India's economic success will make it a decisive player in global energy for decades
About half way along the drive from Indira Gandhi International Airport, in New Delhi, to Connaught Place, in the city's centre, the smog and noise is already grating. Then comes the traffic jam near Sardar Patel Marg, where the thoroughfare crossing stretches for miles in either direction. Policemen do their best to usher vehicles along, but with limited success.
These problems will worsen—not just in India's capital, but across the country. The middle class is growing, people are getting richer and more are buying cars. Opec forecasts that the number of vehicles on India's roads will grow sevenfold, to 141m, by 2030.
The government thinks it has a three-pronged strategy to deal with the ever-increasing congestion—and the hefty growth in fuel demand that will come with it. It wants India's vehicle fleet by 2032 to be electric—that's prong one. It's also going to build more roads. And to clean the air, new fuel-quality rules are coming into force.
India is at the centre of a worldwide energy transformation. With consistently high GDP growth—around 7% for the past few years—the decisions taken now will have huge implications: for its citizens' health, for the efficiency of the economy, for Indian industry, and for international firms lining up to supply all the energy India needs.
Although GDP growth has been bumpy lately—thanks to the recent demonetisation policy and the introduction of a goods and sales tax—the longer-term picture has been one of startling success. It started in the early 1990s, when then prime minister PV Narasimha Rao kickstarted a phase of economic liberalisation, ending the licence-permit era and curbing government intervention in business. Reforms allowed for economic growth.
The policy opened up the country to the global economy. It discouraged public-sector monopolies and brought competition into India's market. Multinational companies arrived.
A burgeoning population, rising incomes, a manufacturing expansion coupled with booms in telecoms and the automobile, and a vibrant IT sector, remain major factors behind the economic growth—and drivers behind both the surging demand for fossil fuels and the matter of extending electricity to a fast-growing population.
Indian energy consumption has grown at a compound annual rate of about 6% during the past decade—and isn't about to slow much. BP expects India's energy demand to rise faster than any other major economy between now and 2035; growing by a whopping 128%.
The investment needs are just as great. India's petroleum minister Dharmendra Pradhan said recently that his country needed $300bn spent on its energy sector over the next 10 years. The money would increase domestic production of crude oil and natural gas, and expand the refining and transport sectors. It will also include spending in biofuels, production of which the government also wants to encourage.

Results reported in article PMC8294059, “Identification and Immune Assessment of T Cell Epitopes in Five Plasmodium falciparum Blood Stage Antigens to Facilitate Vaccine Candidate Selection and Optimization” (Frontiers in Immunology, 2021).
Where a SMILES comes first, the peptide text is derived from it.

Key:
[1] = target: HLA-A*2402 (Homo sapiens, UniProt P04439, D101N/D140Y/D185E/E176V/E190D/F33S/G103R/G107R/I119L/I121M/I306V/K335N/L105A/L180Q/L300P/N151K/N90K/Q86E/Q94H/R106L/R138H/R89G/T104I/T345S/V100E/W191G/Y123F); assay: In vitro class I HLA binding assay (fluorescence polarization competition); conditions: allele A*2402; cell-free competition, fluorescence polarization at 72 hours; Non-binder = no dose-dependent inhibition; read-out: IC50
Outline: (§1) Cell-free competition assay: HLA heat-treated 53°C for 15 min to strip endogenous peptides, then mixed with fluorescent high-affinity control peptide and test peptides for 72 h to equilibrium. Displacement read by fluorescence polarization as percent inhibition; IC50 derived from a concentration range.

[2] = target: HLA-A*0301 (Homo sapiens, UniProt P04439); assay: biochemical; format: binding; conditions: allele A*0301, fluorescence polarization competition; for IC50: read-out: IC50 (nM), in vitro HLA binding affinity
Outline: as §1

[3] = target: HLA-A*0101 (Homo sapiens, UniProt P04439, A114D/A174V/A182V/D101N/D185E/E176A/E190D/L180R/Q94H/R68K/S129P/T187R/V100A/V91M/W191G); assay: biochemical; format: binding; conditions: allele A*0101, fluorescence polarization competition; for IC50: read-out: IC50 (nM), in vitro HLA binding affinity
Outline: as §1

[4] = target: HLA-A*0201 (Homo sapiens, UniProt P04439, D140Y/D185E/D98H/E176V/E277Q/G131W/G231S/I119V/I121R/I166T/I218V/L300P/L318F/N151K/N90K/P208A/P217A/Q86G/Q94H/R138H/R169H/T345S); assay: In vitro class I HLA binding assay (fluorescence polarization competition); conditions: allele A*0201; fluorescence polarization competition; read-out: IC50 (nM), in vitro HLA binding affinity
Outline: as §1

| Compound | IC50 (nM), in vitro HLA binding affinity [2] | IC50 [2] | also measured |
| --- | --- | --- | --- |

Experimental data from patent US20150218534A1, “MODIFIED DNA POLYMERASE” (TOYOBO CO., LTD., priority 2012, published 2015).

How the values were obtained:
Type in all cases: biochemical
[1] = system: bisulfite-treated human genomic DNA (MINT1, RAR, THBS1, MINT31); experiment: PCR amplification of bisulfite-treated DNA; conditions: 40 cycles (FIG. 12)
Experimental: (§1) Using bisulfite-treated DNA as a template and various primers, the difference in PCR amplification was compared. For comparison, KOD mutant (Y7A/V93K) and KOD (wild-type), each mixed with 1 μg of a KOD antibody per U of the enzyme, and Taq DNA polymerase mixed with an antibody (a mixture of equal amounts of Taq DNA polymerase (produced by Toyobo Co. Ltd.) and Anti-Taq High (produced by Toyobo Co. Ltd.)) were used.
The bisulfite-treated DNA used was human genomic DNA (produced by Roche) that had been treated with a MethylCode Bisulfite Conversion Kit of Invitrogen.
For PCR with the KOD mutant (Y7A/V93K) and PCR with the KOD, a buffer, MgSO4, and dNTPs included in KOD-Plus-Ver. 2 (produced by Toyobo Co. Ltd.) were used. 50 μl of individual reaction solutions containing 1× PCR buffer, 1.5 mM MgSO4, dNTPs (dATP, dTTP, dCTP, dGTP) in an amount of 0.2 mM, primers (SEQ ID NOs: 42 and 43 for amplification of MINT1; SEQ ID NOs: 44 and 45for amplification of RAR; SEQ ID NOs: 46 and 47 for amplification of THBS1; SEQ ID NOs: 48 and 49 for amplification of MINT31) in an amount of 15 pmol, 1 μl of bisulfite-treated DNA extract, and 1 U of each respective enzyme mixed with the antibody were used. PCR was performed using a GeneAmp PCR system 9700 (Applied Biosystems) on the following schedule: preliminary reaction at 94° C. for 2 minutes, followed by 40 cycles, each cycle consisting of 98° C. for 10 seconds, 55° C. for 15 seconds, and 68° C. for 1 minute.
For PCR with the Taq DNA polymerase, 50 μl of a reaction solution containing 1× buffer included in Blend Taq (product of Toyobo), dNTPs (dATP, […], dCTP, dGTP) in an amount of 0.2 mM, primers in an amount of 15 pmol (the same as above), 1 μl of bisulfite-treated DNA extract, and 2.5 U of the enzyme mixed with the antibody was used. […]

As the traffic jams from the airport show, transport is a key segment. According to the International Energy Agency, India's oil demand will rise more quickly than any other country's by 2040, soaring from 6m barrels a day now to 9.8m b/d. But gas demand will also surge, hitting 72bn cubic metres a year by 2021, or average annual growth of 7%.
These are enticing numbers for exporters targeting India, whose energy imports are steadily rising alongside its economic expansion. India met about 82% of its total oil demand for the year 2016-2017 with foreign crude, up from 81% in 2015-2016 and 79% in 2014-2015. Despite the collapse in oil prices, it still spent $70bn in 2016-2017 on these imports, or about a fifth of its total import outlay.
Liquefied natural gas exporters, depressed by the global surfeit of their product, can also cast a hopeful eye in India's direction. Its LNG imports should rise by 10% annually over the next few years, surpassing 30m tonnes a year by 2020, compared with 19m t/y in 2016. Although the government's policy is to reduce its total energy imports, economic growth, combined with India's climate-change policies, and the plans to electrify both the country and its transport segment, will inevitably yield more demand for cleaner-burning natural gas.
But much remains to be done if more gas is to reach the country. Despite the expansion of LNG capacity, India has no international piped gas imports. A Russian pipeline has been mooted. A proposal to pipe gas from Turkmenistan through Afghanistan and Pakistan, and another link from Iran, have also been mentioned.
Much, in other words, can change in India's energy sector in the coming years. But one constant seems obvious. The country's fast-growing economy and more prosperous population are set to be a new and decisive force in global oil and gas markets for decades. Energy progress, the government hopes, will move more quickly than the traffic along Sardar Patel Marg.
This article is part of a report series on India. Next article is: Help at hand in India